Had Solonius pulled the freedom card as his first strike against Quintus, that might have worked slightly better for me. Obviously, doing things that way would have forced a slight restructuring of the episode, but I wonder if it would have given the episode more room to breathe and given quieter moments more prominence. It’s fairly clear that Solonius covets Quintus’ lifestyle, especially the part that consists of seeing Lucretia naked on a regular basis. But he also sees how much Quintus wastes that opportunity, telling him, “Is this not what set tragedy in motion? Arrogance and impatience! You are forever reaching beyond grasp and dragging those beside you as you fall!” Naturally, we all know where Solonius’ own overreach tonight lands him by the end of Blood and Sand.
This past week, I got the chance to talk to Spartacus executive producer Steven S. DeKnight about the show, along with my podcast partner Maureen Ryan. He told us how he sympathized with characters that are underdogs, people told they can’t do something, who then desperately try to do exactly that. And that’s a thread that goes through not only the slaves in this show but those that own them as well. While Quintus and Solonius both own plenty of slaves, they were but pawns amidst the mighty and powerful in Capua in the new arena, essentially slaves themselves to the socially superior whims of people like Cossutius. (More than half of them used the House of Batiatus as their personal Ludus 54 throughout the season.)
But DeKnight’s desire to show characters overcoming their stations and achieving maximum potential allows a lot of the decisions in the show to make much more sense. Take a peek at Ashur in his final moments tonight, limping in that familiar way, eyes fixed in hatred and yet impossible sadness upon the man who crippled him. In that moment, the villain we all know and love takes shape out of a desire to take his seemingly eternal outsider status and use it to forge a stronger man outside of the arena than could ever be inside of it. The ways in which he, Quintus, Oenomaus, and so forth choose to achieve said potential are wildly different, but all spring from the same well in which one person’s master is another person’s slave. Achieving one’s potential is as close to freedom as many will ever get, if they even get that close.
All those elements were present in tonight’s finale, but unfortunately, they were slightly muffled by the pageantry of the arena. That it’s hollow violence for the bloodthirsty masses is fine; that’s the point for them. But it shouldn’t be, and usually isn’t, the point for the audience at home. The show excels in showing violence, but usually excels even more in kicking the audience in the emotional gut. “Reckoning” did the latter so well that it was slightly, but only slightly, disappointing to see “The Bitter End” not quite achieve those heights. But there will be plenty of time for that when the show returns 12 months hence.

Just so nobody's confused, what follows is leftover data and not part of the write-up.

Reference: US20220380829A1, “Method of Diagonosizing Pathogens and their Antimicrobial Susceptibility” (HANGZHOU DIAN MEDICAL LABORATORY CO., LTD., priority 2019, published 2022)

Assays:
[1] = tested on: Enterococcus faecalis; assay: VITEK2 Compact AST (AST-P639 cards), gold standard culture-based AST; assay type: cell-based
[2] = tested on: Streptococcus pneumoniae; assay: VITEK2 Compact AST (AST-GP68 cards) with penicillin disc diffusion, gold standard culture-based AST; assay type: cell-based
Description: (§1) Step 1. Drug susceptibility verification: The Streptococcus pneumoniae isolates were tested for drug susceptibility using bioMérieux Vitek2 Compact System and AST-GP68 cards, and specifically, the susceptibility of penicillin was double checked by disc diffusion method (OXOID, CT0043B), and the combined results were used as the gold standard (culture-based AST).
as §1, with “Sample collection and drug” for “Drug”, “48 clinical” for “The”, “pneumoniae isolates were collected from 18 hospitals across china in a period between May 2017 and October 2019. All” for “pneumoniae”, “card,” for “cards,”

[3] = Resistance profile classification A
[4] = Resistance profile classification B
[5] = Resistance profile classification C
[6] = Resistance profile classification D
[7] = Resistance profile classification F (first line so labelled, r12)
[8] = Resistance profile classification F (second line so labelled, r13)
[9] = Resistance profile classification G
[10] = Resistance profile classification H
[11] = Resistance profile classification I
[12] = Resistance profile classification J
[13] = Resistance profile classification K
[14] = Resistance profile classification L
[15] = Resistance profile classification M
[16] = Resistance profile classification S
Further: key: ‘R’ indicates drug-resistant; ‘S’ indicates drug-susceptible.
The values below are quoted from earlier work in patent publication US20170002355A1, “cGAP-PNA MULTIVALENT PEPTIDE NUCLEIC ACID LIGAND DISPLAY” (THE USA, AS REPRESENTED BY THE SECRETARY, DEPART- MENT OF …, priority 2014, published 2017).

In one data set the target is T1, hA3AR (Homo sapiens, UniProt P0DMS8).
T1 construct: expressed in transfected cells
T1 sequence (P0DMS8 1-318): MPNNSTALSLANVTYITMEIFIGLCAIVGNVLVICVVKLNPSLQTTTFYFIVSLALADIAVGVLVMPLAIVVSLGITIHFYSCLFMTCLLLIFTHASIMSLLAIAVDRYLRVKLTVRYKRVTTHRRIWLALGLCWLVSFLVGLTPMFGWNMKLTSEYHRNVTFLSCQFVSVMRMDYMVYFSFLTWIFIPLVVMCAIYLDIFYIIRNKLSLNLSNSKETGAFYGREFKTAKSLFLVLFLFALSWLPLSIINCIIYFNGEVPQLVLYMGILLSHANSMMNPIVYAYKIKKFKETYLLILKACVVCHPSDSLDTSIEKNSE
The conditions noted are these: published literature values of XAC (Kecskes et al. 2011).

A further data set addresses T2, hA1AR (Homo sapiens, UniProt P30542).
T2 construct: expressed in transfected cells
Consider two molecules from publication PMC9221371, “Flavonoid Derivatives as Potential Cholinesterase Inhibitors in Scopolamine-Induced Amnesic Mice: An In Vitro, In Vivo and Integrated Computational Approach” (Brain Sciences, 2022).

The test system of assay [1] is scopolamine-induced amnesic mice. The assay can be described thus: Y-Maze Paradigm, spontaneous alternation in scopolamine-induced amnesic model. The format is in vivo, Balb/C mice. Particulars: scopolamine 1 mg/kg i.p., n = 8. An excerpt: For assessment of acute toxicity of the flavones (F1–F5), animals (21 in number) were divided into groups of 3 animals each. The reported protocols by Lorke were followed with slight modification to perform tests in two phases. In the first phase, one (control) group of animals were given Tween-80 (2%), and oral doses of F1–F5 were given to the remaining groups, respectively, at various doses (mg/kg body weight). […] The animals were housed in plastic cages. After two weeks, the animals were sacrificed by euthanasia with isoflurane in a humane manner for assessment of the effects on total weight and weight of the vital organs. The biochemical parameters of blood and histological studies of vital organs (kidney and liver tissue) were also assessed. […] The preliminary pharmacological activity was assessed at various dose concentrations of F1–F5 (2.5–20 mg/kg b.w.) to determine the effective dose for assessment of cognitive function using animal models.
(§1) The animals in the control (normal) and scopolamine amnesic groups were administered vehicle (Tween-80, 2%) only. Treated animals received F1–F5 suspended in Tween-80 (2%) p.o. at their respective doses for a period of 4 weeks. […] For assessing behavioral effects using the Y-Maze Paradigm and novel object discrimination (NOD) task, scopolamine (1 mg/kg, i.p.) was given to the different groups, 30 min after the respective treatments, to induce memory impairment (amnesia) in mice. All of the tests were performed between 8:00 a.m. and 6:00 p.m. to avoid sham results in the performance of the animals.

- Did we know Naevia was still a virgin when she gave herself to Crixus? In either case, good to see that Lucretia didn’t go completely cold in the wake of Titus’ murder.
- The House of Batiatus honoring Titus by fighting before his ignited funeral pyre? Badass. Just glad we didn’t see his holograph standing next to Yoda while it went on.
- In addition to setting up the above storylines for season two, tonight also positioned Vettius to return then, given Solonius’ death last year.
- In terms of sadly ironic foreshadowing, Barca insisting that he’ll join Gannicus in freedom made me a bit sad.
- “Turn desire to piss and shit, and see yourself well satisfied!” Quintus, quoting Craigslist classifieds again.
- “I did not seek pleasure. I needed only your cock.” Soon enough, Lucretia. Soon enough.
- For all those that couldn’t get over Gannicus’ likeness to WWE’s Shawn Michaels, that mid-arena missile dropkick probably didn’t help.
- As cheesy as that kick was, the retiarius’ flaming net was freakin’ awesome.
- I give the interwebs three days before that primus is on YouTube, scored to Johnny Cash’s “Ring of Fire.”